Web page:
The only thing I cannot get relief for is right piriformis pain, spasm and ache. My walking is very limited.

  4. Stephen S Rodrigues MD at 8:34 am

    32 years and these the answers to pain problems from the archives of medicine;

    The ONLY treatments for “the most common location of pain is in muscles” are in Hands-on Physical Therapy PT.

    What is hands-on PT?

    The archives of medicine is a treasure trove of some of the most important treatments which I have re-discovered all of which help to restore you body back to wellness. All focus energy into the muscular system so tissues can heal from inside.
    Massage, Tissue release; strain and counterstrain; spray and stretch and Joint and Spinal Manipulations.
    Thin intramuscular needling options, Dry needling, GunnIMS, Chinese, Japanese, French Energetic and various other “Acupuncture Disciplines.”
    Hypodermic intramuscular needling options, Wet Needling aka Tender Point Stimulative Needling, Tendon and Ligament Injections.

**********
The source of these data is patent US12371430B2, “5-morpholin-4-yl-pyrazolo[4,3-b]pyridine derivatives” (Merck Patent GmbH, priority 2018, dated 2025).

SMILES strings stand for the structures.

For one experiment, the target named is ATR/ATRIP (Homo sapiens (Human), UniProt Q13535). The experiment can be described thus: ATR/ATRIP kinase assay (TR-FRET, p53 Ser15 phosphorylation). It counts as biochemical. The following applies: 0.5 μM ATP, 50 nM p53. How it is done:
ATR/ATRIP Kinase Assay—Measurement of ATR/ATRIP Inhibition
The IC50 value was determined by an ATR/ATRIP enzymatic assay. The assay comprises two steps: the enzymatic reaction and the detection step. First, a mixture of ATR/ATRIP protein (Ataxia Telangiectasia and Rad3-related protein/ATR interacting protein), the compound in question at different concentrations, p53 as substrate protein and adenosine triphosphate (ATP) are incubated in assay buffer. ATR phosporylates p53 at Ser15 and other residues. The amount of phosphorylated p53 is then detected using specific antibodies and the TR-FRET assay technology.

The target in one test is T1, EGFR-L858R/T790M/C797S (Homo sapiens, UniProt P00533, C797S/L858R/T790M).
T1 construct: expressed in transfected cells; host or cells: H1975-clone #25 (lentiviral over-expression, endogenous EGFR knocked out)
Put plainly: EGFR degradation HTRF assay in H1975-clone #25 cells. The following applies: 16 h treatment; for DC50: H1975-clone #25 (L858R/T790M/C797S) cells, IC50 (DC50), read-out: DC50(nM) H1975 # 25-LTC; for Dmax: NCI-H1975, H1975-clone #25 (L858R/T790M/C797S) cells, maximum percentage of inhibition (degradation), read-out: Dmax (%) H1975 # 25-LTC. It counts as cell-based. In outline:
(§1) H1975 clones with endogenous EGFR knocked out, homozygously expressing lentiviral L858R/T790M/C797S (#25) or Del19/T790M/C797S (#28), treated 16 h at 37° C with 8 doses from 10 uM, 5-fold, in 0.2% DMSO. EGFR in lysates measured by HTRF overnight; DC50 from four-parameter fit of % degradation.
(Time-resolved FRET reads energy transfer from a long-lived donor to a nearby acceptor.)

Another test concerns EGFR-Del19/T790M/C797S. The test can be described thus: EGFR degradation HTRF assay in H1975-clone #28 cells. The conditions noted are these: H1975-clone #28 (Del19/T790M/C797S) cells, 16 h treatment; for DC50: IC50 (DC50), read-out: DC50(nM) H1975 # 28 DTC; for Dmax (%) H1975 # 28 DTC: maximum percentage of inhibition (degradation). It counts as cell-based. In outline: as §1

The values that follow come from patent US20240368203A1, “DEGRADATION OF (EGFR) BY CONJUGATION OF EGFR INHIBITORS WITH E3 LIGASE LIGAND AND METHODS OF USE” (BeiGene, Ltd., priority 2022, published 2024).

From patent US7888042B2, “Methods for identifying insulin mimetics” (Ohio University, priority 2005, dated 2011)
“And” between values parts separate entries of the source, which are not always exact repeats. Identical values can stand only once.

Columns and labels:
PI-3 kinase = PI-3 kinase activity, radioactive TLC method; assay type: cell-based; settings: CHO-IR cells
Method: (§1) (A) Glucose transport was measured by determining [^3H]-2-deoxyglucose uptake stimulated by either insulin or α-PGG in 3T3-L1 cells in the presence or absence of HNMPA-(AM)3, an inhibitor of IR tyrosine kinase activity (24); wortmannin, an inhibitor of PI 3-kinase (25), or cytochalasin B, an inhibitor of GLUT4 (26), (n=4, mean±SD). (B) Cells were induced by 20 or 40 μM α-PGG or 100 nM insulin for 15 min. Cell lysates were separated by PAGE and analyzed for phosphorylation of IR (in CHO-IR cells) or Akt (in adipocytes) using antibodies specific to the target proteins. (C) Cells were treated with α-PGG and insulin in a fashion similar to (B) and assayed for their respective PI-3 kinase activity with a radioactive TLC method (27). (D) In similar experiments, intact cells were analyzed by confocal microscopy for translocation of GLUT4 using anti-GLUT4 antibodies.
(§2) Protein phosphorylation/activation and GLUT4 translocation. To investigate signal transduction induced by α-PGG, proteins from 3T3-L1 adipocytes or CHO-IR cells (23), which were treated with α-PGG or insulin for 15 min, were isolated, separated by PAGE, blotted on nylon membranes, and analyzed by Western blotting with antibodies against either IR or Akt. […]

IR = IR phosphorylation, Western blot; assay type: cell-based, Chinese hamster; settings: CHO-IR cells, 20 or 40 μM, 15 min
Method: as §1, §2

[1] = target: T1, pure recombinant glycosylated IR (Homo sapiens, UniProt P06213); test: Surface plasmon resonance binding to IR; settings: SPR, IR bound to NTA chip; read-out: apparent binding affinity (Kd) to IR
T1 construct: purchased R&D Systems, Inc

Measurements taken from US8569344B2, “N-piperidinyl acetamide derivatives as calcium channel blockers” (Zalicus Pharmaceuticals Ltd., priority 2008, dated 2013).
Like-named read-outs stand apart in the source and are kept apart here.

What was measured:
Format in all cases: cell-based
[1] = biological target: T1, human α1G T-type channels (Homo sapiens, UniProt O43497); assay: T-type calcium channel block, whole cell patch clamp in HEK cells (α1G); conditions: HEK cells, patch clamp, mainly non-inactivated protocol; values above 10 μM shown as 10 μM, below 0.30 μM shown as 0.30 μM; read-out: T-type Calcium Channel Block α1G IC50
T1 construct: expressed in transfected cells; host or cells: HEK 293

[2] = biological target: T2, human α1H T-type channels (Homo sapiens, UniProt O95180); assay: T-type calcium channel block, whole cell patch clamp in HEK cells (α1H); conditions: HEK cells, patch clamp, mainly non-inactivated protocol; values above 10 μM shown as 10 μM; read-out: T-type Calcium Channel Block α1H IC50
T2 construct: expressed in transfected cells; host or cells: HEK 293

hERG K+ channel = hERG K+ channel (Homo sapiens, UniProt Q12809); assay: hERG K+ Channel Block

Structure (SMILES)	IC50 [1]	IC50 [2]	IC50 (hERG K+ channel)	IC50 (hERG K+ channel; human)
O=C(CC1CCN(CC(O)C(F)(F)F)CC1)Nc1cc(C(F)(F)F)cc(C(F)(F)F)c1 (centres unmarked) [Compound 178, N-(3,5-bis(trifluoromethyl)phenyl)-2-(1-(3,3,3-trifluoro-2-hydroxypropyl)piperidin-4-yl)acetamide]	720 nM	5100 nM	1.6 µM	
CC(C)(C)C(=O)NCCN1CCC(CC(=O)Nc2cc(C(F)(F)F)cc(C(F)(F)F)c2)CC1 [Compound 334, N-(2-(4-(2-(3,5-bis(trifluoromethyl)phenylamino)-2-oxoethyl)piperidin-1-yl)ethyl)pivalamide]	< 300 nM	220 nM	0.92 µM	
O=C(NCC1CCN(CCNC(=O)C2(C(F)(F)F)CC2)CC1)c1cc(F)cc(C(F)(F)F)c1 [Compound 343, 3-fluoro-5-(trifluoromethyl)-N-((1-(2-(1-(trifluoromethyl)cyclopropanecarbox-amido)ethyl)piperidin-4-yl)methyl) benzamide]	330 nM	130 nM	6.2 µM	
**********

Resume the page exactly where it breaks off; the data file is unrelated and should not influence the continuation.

The barriers are biases, misunderstanding and mis-education.

    NONE of these options can do any harm or damage.

    They do hurt but that is simply how it works and is normal and not harmful.

  5. Osteopath Twickenham at 4:22 am

    Consistency is key. We tend to revert back to bad habits in posture after we have been realigned. A constant work in progress.

    “I find that seeing my chiropractor regular helps me so much for a few days. He does very soft tissue massage as he is careful because I have had a hip replacement. Problem is some of my illnesses confine me to home so I can’t see him as often as I would like and the other being that medicare only covers so many sessions. Even if I could afford to go once a week it would make such a difference in the quality of my life”

  6. Marty at 3:53 am

    I find that seeing my chiropractor regular helps me so much for a few days. He does very soft tissue massage as he is careful because I have had a hip replacement. Problem is some of my illnesses confine me to home so I can’t see him as often as I would like and the other being that medicare only covers so many sessions. Even if I could afford to go once a week it would make such a difference in the quality of my life